Thankfully, nursing has come a long way since then. But even in the days when disrespect was the norm nurses were making a difference in health care delivery, policy, ethics, and more. Florence Nightingale, for example, redesigned health care during the Crimean War so that mortality declined dramatically. Margaret Sanger worked with poor women in New York tenements who died from self-induced abortions, leading her to launch what is now Planned Parenthood. Mary Breckenridge started Kentucky's Frontier Nursing Service in 1925 to serve women and children in rural areas.
More recently Cicely Saunders founded the first modern Hospice in London in 1967, fostering the culture of palliative care. And in our own time Mary Naylor's research helped lead to the design of a Transitional Care Model that addresses "common breakdowns in care when older adults with complex needs transition from acute care settings to other care settings or their homes," while Linda Aikens' work addressed patient safety and its relation to nursing care. She is credited with the term "failure to rescue," defined as the "inability to save a hospitalized patient's life when he experiences a complication."
Today "there has never been a more exciting time to be a nurse," says Pat Donehower, a lecturer at the University of Vermont (UVM) College of Nursing and Health Sciences. "There are fabulous job opportunities in administration, research or practice settings."
Mari Cordes, Vice President for Health Care with the American Federation of Teachers/Vermont, agrees. "I'm so proud of my profession," she says. Specializing in vascular nursing she has seen major changes in her profession over the past 25 years. "I've witnessed many of us stepping forward to demand our rightful place in health care," the labor activist says. "That was our responsibility. No one was going to hand it to us. And the more we demanded the more respect we received. Now most physicians want nurses' distinct input."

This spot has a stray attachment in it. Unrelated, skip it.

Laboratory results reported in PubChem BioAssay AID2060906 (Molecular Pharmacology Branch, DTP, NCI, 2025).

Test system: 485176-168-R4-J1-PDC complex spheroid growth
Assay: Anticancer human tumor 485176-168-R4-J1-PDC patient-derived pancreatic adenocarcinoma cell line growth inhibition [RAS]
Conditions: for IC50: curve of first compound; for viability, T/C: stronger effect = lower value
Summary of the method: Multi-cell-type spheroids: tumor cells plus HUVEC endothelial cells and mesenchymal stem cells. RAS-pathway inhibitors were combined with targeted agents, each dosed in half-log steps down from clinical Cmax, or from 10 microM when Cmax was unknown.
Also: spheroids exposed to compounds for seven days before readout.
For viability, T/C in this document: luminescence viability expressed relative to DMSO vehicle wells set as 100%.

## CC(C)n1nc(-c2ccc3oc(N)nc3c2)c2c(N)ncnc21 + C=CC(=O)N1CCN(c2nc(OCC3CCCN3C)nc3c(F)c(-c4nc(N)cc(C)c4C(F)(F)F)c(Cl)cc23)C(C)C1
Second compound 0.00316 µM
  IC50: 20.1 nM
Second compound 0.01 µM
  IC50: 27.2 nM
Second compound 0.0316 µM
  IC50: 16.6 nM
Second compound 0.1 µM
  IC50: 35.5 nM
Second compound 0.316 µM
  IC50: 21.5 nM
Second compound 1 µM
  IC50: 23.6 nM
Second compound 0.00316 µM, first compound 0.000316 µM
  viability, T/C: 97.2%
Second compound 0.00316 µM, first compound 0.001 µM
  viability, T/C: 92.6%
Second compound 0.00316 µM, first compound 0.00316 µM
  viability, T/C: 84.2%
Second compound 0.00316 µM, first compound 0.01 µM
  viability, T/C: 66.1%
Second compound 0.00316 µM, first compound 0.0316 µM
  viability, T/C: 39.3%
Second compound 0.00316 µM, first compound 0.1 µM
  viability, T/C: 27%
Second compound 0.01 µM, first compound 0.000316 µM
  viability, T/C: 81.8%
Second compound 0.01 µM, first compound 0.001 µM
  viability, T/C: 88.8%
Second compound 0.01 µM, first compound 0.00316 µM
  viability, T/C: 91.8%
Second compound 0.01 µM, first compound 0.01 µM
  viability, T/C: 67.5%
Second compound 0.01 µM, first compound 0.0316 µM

Some of the new respect for nurses may be in place because increasingly, nurses are getting advance degrees enabling them to take on leadership roles in research, on hospital boards, and in continuing dialogues around such issues as cost containment, ethics, and training. Dr. Linda Aiken's research demonstrated that hospital nurses with a bachelor's degree or higher gave patients a "substantial survival advantage." She found that a 10 percent increase in the proportion of nurses with a BSN in hospitals decreased the risk of patient death and failure to rescue by five percent. If the proportion of BSN nurses in all hospitals was 60 rather than 20 percent, 18 fewer deaths per 1,000 surgical patients would be expected.
This kind of finding is supported by a 2010 report, The Future of Nursing, by the Institute of Medicine (IOM) that called for increasing the number of baccalaureate-prepared nurses in the workforce to 80 percent and doubling the population of nurses with doctorates in order to respond "to the demands of an evolving health care system and meet the changing needs of patients""
Nurses are also taking their rightful place when the high cost of health care is addressed. While traditionally nurses have been viewed as a labor cost whereas physicians are seen as revenue generators, studies show that while improved nurse-to-patient ratios do increase cost they don't impact overall profitability.